If you've seen NBC's new game show "Deal or No Deal", you may have quickly realized that it doesn't take an uncanny knowledge of history, art, and pop culture to strike it rich. So why does a show involving dumb luck have economists glued to the television? The Wall Street Journal indicates that behavioral economists have studied a variety of game shows in previous years; however "Deal or No Deal" has created particular excitement mainly because it involves no skill at all. This in turn reduces the variables when comparing subjects. "There is no doubt that these are real people making real choices for high stakes, and we rarely get to observe such pure decisions," says Richard Thaler, a leading behavioral economist at the University of Chicago Graduate School of Business. Why is it that most people will take $450,000 instead of a 50-50 chance at $1,000,000? For many economists questions like these reveal a great deal about risk aversion as well as other behavioral theories. So what would you do with a 50-50 shot at a million dollars: Deal or no deal?


AT&T to buy BellSouth

I read a post on oligopolywatch.com about how AT&T is going to buy BellSouth. The $89 billion deal is said to be the 5th largest in U.S. history will create the largest telecommunications company in the world. The new company will be able to bundle many different services like internet, tv, land-lines and wireless. Will smaller companies be able to compete? Why aren't the antitrust regulators jumping all over this deal? It is believed that consumers will not be hurt by this deal because there are still many other telecommunications companies out there who can compete. Some of this companies provide the same services in different ways. For example, Vonage provides Voice over IP phone services via the internet. Also, there are many different types of internet connections. New technology is allowing consumers to connect to the internet via power lines. Soon power companies may be competing with AT&T in the ISP market.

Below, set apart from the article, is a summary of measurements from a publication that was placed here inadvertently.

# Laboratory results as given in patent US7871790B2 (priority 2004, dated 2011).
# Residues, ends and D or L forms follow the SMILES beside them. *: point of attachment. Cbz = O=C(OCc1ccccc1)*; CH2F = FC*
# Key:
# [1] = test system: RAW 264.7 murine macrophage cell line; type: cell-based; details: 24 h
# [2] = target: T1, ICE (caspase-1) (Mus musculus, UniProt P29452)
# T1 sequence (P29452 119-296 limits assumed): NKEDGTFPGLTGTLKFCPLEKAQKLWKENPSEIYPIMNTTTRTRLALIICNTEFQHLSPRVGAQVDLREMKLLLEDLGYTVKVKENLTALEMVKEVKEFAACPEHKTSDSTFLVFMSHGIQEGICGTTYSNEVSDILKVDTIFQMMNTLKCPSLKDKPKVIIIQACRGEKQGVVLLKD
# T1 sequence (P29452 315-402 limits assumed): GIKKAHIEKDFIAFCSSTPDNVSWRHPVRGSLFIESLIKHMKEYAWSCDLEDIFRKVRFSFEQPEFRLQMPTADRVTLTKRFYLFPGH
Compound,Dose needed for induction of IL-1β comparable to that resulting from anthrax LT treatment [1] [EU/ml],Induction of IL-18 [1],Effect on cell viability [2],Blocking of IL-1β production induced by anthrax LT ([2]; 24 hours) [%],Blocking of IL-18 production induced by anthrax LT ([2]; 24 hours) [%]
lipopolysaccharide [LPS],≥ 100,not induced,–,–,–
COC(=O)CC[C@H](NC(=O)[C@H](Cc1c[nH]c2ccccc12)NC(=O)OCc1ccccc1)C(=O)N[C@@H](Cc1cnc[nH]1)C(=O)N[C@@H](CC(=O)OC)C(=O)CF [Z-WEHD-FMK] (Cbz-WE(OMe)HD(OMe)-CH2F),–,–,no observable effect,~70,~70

They're stealing our consumer surplus!

For some reason I was listening to NPR today and happened to tune in to a discussion about some new ideas that the airlines are devising to try to get back in the black. I found the program on the NPR website if anyone is interested.

As if Americans weren’t already price sensitive enough about airline flights, a few airlines have decided to charge a little more for some seats that they think we might pay a premium for. Specifically, they’re planning to charge more for aisle seats and exit row seats. In my opinion, the ideas will not get them very far. Firstly, the only successful airlines in the country right now are the ones that are cutting costs and lowering prices. I don’t see this idea creating a good image for struggling airlines. Second, although some people probably would be willing to pay a little extra for specific seats, I think there are a lot more who will choose to fly on another airline if all of the cheap seats are taken, unless there are no other options.